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Plant and Soil

, Volume 394, Issue 1–2, pp 343–353 | Cite as

Effects of continuous drought stress on soil respiration in a tropical rainforest in southwest China

  • Xiang Zhang
  • Yiping ZhangEmail author
  • Liqing Sha
  • Chuansheng Wu
  • Zhenghong Tan
  • Qinghai Song
  • Yuntong Liu
  • Liyuan Dong
Regular Article

Abstract

Background and aims

Drought is predicted to have a profound impact on soil respiration. This study aimed to assess the effects of long-term precipitation decrease on soil respiration in a tropical rainforest.

Methods

A precipitation reduction experiment was conducted in a tropical forest in southwest China at the beginning of 2011. Soil respiration and environmental parameters were measured monthly for three years.

Results

The continuous precipitation reduction treatment did not affect the seasonal patterns of soil respiration, but it significantly increased soil respiration in the study plot during the rainy season, and the relationship between soil respiration and soil moisture differed in the control and reduction treatment in the rainy season. Compared with the net ecosystem exchange of carbon in this system, the increment of annual soil carbon emissions in the reduction treatment was considerable and should not be ignored.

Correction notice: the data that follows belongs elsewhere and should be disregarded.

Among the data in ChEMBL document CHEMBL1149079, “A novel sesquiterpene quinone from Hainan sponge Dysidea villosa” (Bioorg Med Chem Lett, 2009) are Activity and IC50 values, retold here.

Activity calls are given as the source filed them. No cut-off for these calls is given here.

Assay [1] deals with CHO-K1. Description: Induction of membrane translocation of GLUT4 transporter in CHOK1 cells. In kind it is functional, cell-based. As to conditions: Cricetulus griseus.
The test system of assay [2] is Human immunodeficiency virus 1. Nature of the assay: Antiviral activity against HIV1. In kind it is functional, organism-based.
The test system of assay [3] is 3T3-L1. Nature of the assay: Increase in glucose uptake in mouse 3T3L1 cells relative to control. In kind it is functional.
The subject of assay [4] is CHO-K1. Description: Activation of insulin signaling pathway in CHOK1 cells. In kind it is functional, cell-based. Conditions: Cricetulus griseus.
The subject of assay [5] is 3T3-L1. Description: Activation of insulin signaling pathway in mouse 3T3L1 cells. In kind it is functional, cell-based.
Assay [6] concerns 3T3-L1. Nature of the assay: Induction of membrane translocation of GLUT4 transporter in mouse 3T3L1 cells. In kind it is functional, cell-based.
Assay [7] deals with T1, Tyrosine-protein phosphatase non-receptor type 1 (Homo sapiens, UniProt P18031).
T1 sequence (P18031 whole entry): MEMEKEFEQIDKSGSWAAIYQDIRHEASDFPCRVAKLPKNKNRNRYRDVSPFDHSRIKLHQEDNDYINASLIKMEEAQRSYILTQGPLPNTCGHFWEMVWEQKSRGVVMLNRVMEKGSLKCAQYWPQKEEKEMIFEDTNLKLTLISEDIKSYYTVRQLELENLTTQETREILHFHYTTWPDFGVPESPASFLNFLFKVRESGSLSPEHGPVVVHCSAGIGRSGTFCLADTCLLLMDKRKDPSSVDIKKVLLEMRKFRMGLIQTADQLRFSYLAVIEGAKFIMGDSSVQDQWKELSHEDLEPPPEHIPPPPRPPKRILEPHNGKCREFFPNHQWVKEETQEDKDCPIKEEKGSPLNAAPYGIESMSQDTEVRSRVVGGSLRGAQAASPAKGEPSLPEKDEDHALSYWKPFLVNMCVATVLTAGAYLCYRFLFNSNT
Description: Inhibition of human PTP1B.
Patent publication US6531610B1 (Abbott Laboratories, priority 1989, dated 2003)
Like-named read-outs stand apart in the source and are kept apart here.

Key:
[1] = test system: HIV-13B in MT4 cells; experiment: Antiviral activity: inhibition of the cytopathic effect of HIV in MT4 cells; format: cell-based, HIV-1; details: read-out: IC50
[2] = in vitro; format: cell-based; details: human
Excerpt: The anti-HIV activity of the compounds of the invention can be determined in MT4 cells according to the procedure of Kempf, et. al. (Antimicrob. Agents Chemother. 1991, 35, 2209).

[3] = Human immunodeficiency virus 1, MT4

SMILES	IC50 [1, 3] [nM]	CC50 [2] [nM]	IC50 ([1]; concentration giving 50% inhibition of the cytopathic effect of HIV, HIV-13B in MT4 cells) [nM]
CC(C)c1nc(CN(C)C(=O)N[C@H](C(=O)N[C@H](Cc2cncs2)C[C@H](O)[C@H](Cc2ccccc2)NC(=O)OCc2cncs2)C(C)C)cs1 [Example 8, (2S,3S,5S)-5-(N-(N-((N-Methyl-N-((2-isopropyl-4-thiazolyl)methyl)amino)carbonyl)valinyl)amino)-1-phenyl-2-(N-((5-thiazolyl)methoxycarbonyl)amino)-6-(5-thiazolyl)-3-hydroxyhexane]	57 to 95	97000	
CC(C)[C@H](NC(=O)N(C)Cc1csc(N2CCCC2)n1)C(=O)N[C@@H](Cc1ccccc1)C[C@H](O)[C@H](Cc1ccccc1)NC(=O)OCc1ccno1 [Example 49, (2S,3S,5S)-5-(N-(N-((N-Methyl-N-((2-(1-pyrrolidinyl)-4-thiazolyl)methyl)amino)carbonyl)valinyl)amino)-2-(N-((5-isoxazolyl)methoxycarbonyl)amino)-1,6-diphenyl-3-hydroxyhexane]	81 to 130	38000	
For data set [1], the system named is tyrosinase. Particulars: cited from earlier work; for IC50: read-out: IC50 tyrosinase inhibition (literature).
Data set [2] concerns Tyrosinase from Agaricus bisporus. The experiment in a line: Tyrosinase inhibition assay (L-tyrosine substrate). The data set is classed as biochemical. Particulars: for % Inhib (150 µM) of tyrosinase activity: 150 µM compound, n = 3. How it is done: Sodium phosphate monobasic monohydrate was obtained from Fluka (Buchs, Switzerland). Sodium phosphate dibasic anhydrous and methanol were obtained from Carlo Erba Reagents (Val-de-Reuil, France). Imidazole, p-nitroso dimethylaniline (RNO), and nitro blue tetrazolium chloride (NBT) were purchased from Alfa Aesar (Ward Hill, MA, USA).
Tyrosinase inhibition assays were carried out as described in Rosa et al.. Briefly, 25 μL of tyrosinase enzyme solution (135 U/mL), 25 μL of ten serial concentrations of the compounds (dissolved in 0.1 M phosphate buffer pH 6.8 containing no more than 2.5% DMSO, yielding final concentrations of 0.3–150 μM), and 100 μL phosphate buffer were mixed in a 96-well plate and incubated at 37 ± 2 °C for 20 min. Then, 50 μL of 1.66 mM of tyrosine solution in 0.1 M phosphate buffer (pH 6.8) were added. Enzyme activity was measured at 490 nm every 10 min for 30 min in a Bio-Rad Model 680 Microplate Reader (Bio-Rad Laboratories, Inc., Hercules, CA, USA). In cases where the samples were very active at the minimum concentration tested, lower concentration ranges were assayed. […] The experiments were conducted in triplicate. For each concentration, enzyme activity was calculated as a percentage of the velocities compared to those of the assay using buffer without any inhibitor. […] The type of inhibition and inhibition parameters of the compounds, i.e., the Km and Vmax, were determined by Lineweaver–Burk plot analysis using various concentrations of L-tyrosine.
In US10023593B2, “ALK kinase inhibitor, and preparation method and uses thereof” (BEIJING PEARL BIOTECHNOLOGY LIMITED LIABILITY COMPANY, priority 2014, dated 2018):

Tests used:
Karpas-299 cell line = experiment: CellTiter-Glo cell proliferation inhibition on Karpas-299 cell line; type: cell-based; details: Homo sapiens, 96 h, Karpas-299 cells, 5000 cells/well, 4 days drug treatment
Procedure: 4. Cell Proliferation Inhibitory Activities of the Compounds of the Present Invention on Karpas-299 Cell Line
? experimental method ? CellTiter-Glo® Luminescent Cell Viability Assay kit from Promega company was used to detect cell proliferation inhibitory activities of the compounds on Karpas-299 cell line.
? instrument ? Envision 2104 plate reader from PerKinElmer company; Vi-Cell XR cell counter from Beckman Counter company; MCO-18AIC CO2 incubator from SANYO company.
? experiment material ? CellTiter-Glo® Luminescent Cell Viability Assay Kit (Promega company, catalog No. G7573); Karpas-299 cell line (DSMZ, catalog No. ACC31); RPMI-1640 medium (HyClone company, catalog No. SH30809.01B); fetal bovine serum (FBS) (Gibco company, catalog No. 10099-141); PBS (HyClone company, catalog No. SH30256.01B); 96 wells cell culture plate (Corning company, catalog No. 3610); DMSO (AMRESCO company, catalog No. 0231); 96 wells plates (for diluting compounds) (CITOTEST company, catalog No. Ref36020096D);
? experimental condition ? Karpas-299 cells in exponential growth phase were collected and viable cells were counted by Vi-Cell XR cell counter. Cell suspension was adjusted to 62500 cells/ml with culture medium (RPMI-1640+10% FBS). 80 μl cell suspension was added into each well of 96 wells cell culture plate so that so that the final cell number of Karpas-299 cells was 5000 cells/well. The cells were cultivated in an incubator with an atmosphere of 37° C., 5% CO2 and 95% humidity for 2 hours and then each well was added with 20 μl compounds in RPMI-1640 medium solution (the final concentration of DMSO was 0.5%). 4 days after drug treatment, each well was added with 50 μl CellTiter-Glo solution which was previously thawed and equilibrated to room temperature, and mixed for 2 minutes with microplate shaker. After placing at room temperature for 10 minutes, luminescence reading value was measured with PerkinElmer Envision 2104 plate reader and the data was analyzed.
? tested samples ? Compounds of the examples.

Conclusions

Our results indicate that the responses of soil respiration to precipitation decrease may vary seasonally and the variation of volumetric water content in different seasons may be an important factor leading to the seasonal variation. The variation of soil moisture among different ecosystems as well as in different seasons should be taken into consideration when predicting the future response of soil respiration to drought globally.

Keywords

Throughfall reduction Soil CO2 efflux Soil water content Tropical rainforest 

Notes

Acknowledgments

We thank two anonymous reviewers, Wenjun Zhou and Jing Zhu for comments and assistance in improving this manuscript. We also appreciate the members of the Global Change Ecology Group for their assistance with the collection of field data. This project was supported by the National Natural Science Foundation of China (NSFC) (U1202234, 41271056, 41071071), the “Strategic Priority Research Program” of the Chinese Academy of Sciences (XDA05050601, XDA05050206) and the CAS 135 project (XTBG-F01). This work was also supported by Xishuangbanna Station for Tropical Rain Forest Ecosystem Studies and the Biogeochemistry Laboratory of the Public Technology Service Center of XTBG.

Supplementary material

11104_2015_2523_MOESM1_ESM.pdf (155 kb)
Table S1 (PDF 155 kb)

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Copyright information

© Springer International Publishing Switzerland 2015

Authors and Affiliations

  • Xiang Zhang
    • 1
    • 2
  • Yiping Zhang
    • 1
    Email author
  • Liqing Sha
    • 1
  • Chuansheng Wu
    • 1
    • 2
  • Zhenghong Tan
    • 1
  • Qinghai Song
    • 1
  • Yuntong Liu
    • 1
  • Liyuan Dong
    • 1
  1. 1.Key Laboratory of Tropical Forest Ecology, Xishuangbanna Tropical Botanical GardenChinese Academy of SciencesMenglaChina
  2. 2.University of Chinese Academy of SciencesBeijingChina

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